"No one supposes that the Knogo system is unbeatable," says Derby. "It's possible to remove a strip from a book with tweezers, although you might do a number on the book. Knogo is a deterrent. It puts people on notice that we take theft seriously."

Librarians have posted notices here and there throughout the system headed: "Warning--Criminal Penalties for Theft and Mutilation of Library Materials and Property." The notice refers prospective felons to the Massachusetts laws that came to pass in part because of Eva Jonas's and Sidney Verba's arguments in favor of them. Conceal a book upon your person and remove it from a library and the crime could get you up to five years in prison and a $25,000 fine. Don't use a fictitious name. Don't alter catalog records. Knock off that highlighting with a yellow marker. Willful, malicious, or wanton writing upon, injuring, defacing, tearing, cutting, mutilating, or destroying any library material or property carries a penalty of up to two years' imprisonment and a fine of up to $1,000. The notice concludes: "In addition to these penalties, violations by Harvard employees or students may result in the University's taking serious disciplinary action against offenders, up to and including termination of employment or expulsion."

Dowler is grateful for the protection the laws give librarians. "If we have a problem patron of some kind, somebody we suspect of theft, or we've had an incident of theft, we can now notify a network of people in the University Library that we've had a problem and circulate a photograph and warn them to be on the lookout."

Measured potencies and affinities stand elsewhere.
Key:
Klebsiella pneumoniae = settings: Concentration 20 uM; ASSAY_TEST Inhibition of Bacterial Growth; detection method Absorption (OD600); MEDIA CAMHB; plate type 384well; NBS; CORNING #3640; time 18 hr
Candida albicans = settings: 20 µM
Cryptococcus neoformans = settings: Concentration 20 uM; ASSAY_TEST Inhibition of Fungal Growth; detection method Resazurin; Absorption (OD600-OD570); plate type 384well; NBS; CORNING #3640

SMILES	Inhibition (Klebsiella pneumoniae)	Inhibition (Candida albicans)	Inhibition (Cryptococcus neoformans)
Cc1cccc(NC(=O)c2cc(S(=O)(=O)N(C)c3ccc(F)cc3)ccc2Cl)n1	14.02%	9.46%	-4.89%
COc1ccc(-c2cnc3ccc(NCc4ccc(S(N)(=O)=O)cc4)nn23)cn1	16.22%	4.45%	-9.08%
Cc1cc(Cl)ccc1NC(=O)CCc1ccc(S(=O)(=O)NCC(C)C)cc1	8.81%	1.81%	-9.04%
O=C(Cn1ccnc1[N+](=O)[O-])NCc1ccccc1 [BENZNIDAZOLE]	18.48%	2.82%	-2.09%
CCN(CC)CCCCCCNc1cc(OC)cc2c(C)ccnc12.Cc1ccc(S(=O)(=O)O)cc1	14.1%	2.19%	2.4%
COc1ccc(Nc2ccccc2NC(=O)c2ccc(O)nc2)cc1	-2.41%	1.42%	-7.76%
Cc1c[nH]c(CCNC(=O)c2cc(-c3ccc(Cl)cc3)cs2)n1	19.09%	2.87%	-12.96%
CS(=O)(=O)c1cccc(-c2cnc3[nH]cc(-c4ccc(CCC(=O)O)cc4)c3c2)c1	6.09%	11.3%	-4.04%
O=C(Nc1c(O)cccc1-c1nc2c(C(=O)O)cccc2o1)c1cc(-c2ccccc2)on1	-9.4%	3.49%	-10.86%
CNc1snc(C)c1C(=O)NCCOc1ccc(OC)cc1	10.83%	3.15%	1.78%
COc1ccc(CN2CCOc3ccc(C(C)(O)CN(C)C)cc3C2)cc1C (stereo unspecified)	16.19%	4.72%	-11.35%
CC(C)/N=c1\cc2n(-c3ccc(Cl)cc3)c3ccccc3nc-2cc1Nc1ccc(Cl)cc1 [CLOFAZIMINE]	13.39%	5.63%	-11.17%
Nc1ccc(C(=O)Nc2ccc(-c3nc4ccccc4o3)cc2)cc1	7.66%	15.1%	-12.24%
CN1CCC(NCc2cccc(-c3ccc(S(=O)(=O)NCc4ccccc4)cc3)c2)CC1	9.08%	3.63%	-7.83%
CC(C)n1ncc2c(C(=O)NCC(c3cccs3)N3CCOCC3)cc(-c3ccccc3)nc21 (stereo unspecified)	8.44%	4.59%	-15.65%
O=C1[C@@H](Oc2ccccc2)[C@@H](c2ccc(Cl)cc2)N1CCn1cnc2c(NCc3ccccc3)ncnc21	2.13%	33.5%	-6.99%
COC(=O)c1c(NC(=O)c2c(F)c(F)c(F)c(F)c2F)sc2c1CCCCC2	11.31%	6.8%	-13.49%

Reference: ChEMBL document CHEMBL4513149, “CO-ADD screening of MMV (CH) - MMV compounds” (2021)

Looks can be deceiving on a university campus, says Verba. "If you're in a Wall Street law office, you can tell who looks like they belong there and who looks like they don't belong there by the cut of the suit. On a university campus, faculty members and students and crooks dress however they want. Mannerisms are such that it's very hard to distinguish between them." To reduce the number of not readily classified visitors, several years ago Widener became off-limits to tour groups--in fact, to anyone who isn't a member of the Harvard community.

Nancy Cline foresees that in the future "people entering the stacks will run their picture ID cards through a reader. They do it now to enter their residence halls. It wouldn't be a terribly obtrusive measure for us to take and would again serve as a reminder to all that this is an important resource they're using."

Dowler is eager for Widener to create "some kind of closed reading room for materials that would not be housed on the open shelves and that would be used by people in a supervised setting. We could protect a lot of the picture material that's so vulnerable these days--if we can implement this plan before thieves have taken it all." "You just have to hit the Newbury Street art galleries," says Derby, "to see what one picture of Napoleon on a horse is getting."

In the aftermath of theft, librarians often take barn-door steps to see that that won't happen again. Thus, after the attempt on the Gutenberg Bible, all windows on the top floor of Widener that overlook the light court were made inoperable and the library resolved that only one volume of the bible at a time would be displayed. Jonas built herself a glass-walled office in the Museum of Comparative Zoology library so that she can see what's going on; she repeatedly drills her staff on correct behavior; and no one can go into the rare-book area alone.